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J Comput Chem. 2016 Mar 15;37(7):684-93. doi: 10.1002/jcc.24266. Epub 2015 Dec 15.

Theoretical study of excited states of DNA base dimers and tetramers using optimally tuned range-separated density functional theory.

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State Key Laboratory of Precision Spectroscopy, Department of Physics, East China Normal University, Shanghai, 200062, People's Republic of China.
Department of Chemistry, Wuhan University, Hubei, 430072, People's Republic of China.


Excited states of various DNA base dimers and tetramers including Watson-Crick H-bonding and stacking interactions have been investigated by time-dependent density functional theory using nonempirically tuned range-separated exchange (RSE) functionals. Significant improvements are found in the prediction of excitation energies and oscillator strengths, with results comparable to those of high-level coupled-cluster (CC) models (RI-CC2 and EOM-CCSD(T)). The optimally-tuned RSE functional significantly outperforms its non-tuned (default) version and widely-used B3LYP functional. Compared to those high-level CC benchmarks, the large mean absolute deviations of conventional functionals can be attributed to their inappropriate amount of exact exchange and large delocalization errors which can be greatly eliminated by tuning approach. Furthermore, the impacts of H-bonding and π-stacking interactions in various DNA dimers and tetramers are analyzed through peak shift of simulated absorption spectra as well as corresponding change of absorption intensity. The result indicates the stacking interaction in DNA tetramers mainly contributes to the hypochromicity effect. The present work provides an efficient theoretical tool for accurate prediction of optical properties and excited states of nucleobase and other biological systems.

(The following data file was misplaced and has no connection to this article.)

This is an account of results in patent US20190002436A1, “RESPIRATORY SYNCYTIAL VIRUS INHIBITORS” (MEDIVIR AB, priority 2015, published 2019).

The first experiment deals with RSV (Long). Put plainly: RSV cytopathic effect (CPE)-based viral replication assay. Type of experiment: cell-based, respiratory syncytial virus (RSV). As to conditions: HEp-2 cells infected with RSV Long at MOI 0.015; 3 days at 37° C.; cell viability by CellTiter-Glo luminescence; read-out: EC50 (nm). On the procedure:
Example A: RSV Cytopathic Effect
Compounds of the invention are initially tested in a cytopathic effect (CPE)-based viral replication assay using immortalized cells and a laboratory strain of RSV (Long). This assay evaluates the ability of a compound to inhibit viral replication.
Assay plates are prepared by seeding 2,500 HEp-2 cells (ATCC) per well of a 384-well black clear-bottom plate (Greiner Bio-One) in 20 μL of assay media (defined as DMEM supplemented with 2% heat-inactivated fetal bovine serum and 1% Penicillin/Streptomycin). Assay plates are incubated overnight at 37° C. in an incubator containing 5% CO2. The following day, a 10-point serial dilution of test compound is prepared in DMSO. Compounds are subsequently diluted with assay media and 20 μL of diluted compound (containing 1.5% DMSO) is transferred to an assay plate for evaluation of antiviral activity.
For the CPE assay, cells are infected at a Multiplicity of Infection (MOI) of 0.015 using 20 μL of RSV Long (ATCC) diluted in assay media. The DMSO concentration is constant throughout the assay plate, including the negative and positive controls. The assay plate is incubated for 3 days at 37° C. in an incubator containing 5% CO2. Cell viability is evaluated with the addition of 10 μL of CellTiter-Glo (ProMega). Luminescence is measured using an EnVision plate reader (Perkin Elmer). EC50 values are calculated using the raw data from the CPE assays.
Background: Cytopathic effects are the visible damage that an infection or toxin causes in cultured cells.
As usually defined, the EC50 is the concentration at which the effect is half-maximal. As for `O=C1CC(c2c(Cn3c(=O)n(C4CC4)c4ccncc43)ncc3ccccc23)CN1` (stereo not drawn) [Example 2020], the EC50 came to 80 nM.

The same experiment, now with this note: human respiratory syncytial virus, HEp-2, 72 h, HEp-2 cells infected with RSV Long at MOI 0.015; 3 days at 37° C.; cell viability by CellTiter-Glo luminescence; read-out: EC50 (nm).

DFT/TDDFT; optimal tuning; range-separated

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